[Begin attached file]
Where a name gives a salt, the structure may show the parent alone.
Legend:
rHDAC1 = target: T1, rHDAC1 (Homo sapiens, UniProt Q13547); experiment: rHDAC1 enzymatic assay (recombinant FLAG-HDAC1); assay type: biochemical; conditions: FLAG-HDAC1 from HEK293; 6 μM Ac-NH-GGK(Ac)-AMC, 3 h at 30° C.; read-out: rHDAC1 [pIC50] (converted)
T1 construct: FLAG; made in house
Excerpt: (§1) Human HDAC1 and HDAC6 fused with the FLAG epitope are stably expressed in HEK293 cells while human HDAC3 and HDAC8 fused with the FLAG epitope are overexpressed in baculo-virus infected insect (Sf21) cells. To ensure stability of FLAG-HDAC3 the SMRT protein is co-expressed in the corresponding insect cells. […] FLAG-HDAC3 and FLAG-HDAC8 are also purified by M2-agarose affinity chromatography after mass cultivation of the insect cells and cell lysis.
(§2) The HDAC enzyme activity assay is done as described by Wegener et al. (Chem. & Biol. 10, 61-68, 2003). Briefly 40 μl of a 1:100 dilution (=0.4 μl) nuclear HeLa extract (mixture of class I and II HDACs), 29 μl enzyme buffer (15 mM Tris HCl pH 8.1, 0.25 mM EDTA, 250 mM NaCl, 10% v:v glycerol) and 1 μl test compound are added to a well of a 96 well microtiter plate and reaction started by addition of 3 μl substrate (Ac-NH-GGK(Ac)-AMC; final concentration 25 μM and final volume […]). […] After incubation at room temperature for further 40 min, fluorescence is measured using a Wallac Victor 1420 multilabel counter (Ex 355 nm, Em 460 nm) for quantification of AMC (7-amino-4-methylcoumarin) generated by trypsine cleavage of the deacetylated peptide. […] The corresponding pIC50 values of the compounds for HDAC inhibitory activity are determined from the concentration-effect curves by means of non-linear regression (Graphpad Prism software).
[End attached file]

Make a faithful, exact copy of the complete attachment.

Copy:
Where a name gives a salt, the structure may show the parent alone.
Legend:
rHDAC1 = target: T1, rHDAC1 (Homo sapiens, UniProt Q13547); experiment: rHDAC1 enzymatic assay (recombinant FLAG-HDAC1); assay type: biochemical; conditions: FLAG-HDAC1 from HEK293; 6 μM Ac-NH-GGK(Ac)-AMC, 3 h at 30° C.; read-out: rHDAC1 [pIC50] (converted)
T1 construct: FLAG; made in house
Excerpt: (§1) Human HDAC1 and HDAC6 fused with the FLAG epitope are stably expressed in HEK293 cells while human HDAC3 and HDAC8 fused with the FLAG epitope are overexpressed in baculo-virus infected insect (Sf21) cells. To ensure stability of FLAG-HDAC3 the SMRT protein is co-expressed in the corresponding insect cells. […] FLAG-HDAC3 and FLAG-HDAC8 are also purified by M2-agarose affinity chromatography after mass cultivation of the insect cells and cell lysis.
(§2) The HDAC enzyme activity assay is done as described by Wegener et al. (Chem. & Biol. 10, 61-68, 2003). Briefly 40 μl of a 1:100 dilution (=0.4 μl) nuclear HeLa extract (mixture of class I and II HDACs), 29 μl enzyme buffer (15 mM Tris HCl pH 8.1, 0.25 mM EDTA, 250 mM NaCl, 10% v:v glycerol) and 1 μl test compound are added to a well of a 96 well microtiter plate and reaction started by addition of 3 μl substrate (Ac-NH-GGK(Ac)-AMC; final concentration 25 μM and final volume […]). […] After incubation at room temperature for further 40 min, fluorescence is measured using a Wallac Victor 1420 multilabel counter (Ex 355 nm, Em 460 nm) for quantification of AMC (7-amino-4-methylcoumarin) generated by trypsine cleavage of the deacetylated peptide. […] The corresponding pIC50 values of the compounds for HDAC inhibitory activity are determined from the concentration-effect curves by means of non-linear regression (Graphpad Prism software).